Vozrozhdeniya Island

In 1948, a top-secret biological weapons laboratory, nicknamed Aralsk-7, was established here. Until its closure in the 1990s, the laboratory tested some of the deadliest pathogens known to man, including plague, anthrax, smallpox, brucellosis, tularemia, botulinum and Venezuelan equine encephalitis.

The Moroccan Wall

Unlike other notorious barriers in the world, the Moroccan Wall is rarely in the news and is little discussed outside of Africa. The existence of this wall has been buried in the desert, along with the 40-year-old plight of the Sahrawi people the Moroccan Wall has kept divided.

Checkerboard Forest

If you pull up Google Maps and look at the forested areas of Western United States, you’ll notice strange checkerboard patterns. These patterns are the result of an agreement made in the mid-1800s, where the US government granted public domain lands to a company called the Oregon and California Railroad to build a rail link…

The Petra Treasury

Al-Khazneh is one of the most elaborate temples in the ancient Arab Nabatean Kingdom city of Petra. As with most of the other buildings in this ancient town, including the Monastery (Arabic: Ad Deir), this structure was carved out of a sandstone rock face. The structure is believed to have been the mausoleum of the…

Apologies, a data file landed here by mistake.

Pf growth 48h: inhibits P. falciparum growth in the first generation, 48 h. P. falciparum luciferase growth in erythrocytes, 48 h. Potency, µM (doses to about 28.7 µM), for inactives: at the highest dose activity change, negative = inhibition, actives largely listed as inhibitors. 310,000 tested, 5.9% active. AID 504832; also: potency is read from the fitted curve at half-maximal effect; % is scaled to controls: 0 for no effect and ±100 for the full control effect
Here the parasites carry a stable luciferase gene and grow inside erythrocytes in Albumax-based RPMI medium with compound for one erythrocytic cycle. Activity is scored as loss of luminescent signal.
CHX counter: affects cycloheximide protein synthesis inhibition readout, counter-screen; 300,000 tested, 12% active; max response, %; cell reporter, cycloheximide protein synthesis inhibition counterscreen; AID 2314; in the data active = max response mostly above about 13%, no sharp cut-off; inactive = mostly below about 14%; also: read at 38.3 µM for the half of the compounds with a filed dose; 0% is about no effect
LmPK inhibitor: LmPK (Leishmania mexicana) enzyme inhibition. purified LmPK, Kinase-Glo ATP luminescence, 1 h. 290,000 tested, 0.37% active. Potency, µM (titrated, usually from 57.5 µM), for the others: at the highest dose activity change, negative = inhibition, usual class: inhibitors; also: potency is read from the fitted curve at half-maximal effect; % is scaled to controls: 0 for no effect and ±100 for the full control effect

Erta Ale

Erta Ale (or Ertale or Irta’ale) is a continuously active basaltic shield volcano in the Afar Region of northeastern Ethiopia. It is situated in the Afar Depression, a badland desert area. Erta Ale is the most active volcano in Ethiopia.

The Forgotten Giants

Danish artist Thomas Dambo has been building stuff using trash and recycled materials since an early age, starting with smaller sculptures such as birdhouses and furniture to bigger pieces such as the six “Forgotten Giants” he recently installed around Copenhagen.

The Buddhas of Bamiyan

On the cliff face of a sandstone mountain, visible from the ancient Silk Road near the town of Bamiyan in Afghanistan, are two massive voids left by two monumental statues of Buddha that once stood there.

Ilha da Queimada Grande (Snake Island)

Snake Island is one of the deadliest and most restricted places on earth. The island lies off the coats of Brazil and is home to at least 4000 species of the world’s most venomous snakes alleged to possess the ability of melting human flesh. The island is banned to tourists and is only open to scientists for study and research.

Mù Cang Chải

Mù Cang Chải is a rural district of Yên Bái Province, in the Northeast region of Vietnam. As of 2003, the district had a population of 42,574. The district covers an area of 1,199 km². The district capital lies at Mù Cang Chải.

Agloe

In the 1930s, a small town named Agloe suddenly began appearing on the maps of New York. It was positioned near an unmarked dirt road that led from Roscoe to Rockland, and near to Beaverkill.

The Kelvedon Hatch: Secret Nuclear Bunker

The Kelvedon Hatch Secret Nuclear Bunker at Kelvedon Hatch, in the Borough of Brentwood in the English county of Essex, is a large underground bunker maintained during the cold war as a potential regional government headquarters.

Peenemünde Army Research Center

The research and development carried out in Peenemünde was not only crucial to the course of WWII, but impacted the future of weapons of mass destruction, as well as space travel.

Kinzua Bridge

The Kinzua Bridge or the Kinzua Viaduct was a railroad trestle that spanned Kinzua Creek in McKean County in the U.S. state of Pennsylvania. The bridge was 301 feet (92 m) tall and 2,052 feet (625 m) long. Most of its structure collapsed during a tornado in 2003.